World leaders reinforce the importance
of CTBT entry into force

“No nation, and no people, should ever again be faced with a burden such as ours. And there is really only one way to assure that – through full global acceptance and ratification of this Treaty.”

With these words, President Jurelang Zedkaia of the Marshall Islands describes the legacy of nuclear weapon testing on his country in Spectrum 14, the latest issue of the biannual publication of the Preparatory Commission for the Comprehensive Nuclear-Test-Ban Treaty Organization (CTBTO). This theme is also touched on by Kanat Saudabayev, the Foreign Minister of Kazakhstan, whose country closed the Semipalatinsk nuclear test site – the second largest in the world – in August 1991.  Mr. Saudabayev summarizes the 13 years of cooperation between Kazakhstan and the CTBTO and his country’s strong support for the Comprehensive Nuclear-Test-Ban Treaty (CTBT), “one of the key instruments in the area of international security” and emphasizes the importance of “its speedy entry into force.”

Spectrum 14
also includes articles by the Foreign Minister of Australia, Stephen Smith, who states that “Australia will continue to promote the critical importance of the CTBT to our neighbours in the Asia Pacific region.” The Foreign Minister of Mexico, Patricia Espinosa Cantellano, reiterates her country’s strong commitment to a CTBT in force, and also calls upon all States to “promote the development and operation of the International Monitoring System.”

The U.S. chief negotiator of the CTBT, Ambassador Stephen Ledogar, expands on a number of key issues from the Treaty’s negotiations, which continue to be relevant for today’s debate. He reminds readers that “the CTBT, as its name suggests, imposes a comprehensive ban on all nuclear explosions, of any size, in any place” and  that all the five  nuclear weapon States, “did commit themselves to the Treaty text.”  With regard to the CTBT verification regime, he explains that, as “the build-up of the Treaty’s International Monitoring System approaches completion, it certainly becomes very hard to evade detection by carrying out a clandestine nuclear test.”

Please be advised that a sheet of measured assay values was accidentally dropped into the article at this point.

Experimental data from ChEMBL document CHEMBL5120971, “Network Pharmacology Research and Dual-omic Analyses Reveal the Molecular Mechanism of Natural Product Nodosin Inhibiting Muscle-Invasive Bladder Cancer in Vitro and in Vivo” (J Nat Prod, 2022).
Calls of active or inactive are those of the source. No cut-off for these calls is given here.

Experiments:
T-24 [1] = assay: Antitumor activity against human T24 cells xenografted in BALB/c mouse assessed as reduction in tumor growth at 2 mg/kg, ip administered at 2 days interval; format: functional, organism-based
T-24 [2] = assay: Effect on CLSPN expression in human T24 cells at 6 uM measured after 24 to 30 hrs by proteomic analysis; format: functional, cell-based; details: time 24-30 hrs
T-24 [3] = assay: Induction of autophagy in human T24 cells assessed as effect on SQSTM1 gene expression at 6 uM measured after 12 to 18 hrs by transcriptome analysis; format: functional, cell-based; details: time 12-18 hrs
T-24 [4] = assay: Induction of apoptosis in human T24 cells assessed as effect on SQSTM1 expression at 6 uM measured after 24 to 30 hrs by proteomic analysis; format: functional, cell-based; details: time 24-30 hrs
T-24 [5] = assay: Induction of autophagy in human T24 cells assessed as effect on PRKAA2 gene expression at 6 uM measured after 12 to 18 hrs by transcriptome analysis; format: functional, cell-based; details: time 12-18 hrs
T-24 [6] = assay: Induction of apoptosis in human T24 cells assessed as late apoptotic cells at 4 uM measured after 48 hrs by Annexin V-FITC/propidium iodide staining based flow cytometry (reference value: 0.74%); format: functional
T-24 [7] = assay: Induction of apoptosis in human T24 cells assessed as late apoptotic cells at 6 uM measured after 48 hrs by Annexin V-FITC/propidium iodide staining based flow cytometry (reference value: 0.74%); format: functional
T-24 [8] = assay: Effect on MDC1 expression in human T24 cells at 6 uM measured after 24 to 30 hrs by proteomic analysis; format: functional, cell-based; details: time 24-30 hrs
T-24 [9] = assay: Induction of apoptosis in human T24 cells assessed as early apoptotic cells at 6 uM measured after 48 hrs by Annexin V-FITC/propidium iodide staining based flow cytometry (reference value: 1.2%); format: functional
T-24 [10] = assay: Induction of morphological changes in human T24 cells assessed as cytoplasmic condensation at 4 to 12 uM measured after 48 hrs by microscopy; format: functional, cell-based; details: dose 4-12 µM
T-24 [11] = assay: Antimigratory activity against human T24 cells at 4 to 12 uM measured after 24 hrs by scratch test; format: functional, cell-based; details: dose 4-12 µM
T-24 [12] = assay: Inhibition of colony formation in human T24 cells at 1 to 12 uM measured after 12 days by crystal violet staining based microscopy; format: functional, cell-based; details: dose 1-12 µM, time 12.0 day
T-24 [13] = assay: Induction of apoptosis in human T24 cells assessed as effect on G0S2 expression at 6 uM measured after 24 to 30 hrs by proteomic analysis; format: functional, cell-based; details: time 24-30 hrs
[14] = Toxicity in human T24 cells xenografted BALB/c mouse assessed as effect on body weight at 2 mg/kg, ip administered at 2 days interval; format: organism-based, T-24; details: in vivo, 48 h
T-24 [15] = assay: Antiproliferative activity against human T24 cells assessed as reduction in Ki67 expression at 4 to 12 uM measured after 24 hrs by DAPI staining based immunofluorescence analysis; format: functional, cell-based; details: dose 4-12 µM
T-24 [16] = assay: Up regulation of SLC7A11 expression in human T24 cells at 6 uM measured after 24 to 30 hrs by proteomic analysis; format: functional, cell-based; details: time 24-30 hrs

Looking to the future, Ambassador Ledogar concludes that,  with the CTBT now firmly back on the U.S. political agenda, the implications of ratification are greater than ever and “will act as a catalyst for remaining Annex 2 States such as China and Indonesia to ratify as well as providing the United States with greater leverage over countries of concern.”

On the verification side, Spectrum 14 covers a number of themes ranging from the use of hydroacoustic data for monitoring large whales, to ways that developing countries benefit from the CTBTO’s capacity building activities, to different machine learning concepts, and the main lessons learned from the Integrated Field Exercise 2008, the largest ever on-site inspection exercise carried out by the CTBTO in Kazakhstan in September 2008.

For further information on the CTBTO, please see www.ctbto.org – your resource on ending nuclear testing,
or contact:

Annika Thunborg, Spokesperson and Chief, Public Information  
T    +43 1 26030-6375 
E    annika.thunborgping@ctbtopong.org
M    +43 699 1459 6375      
I    www.ctbto.org

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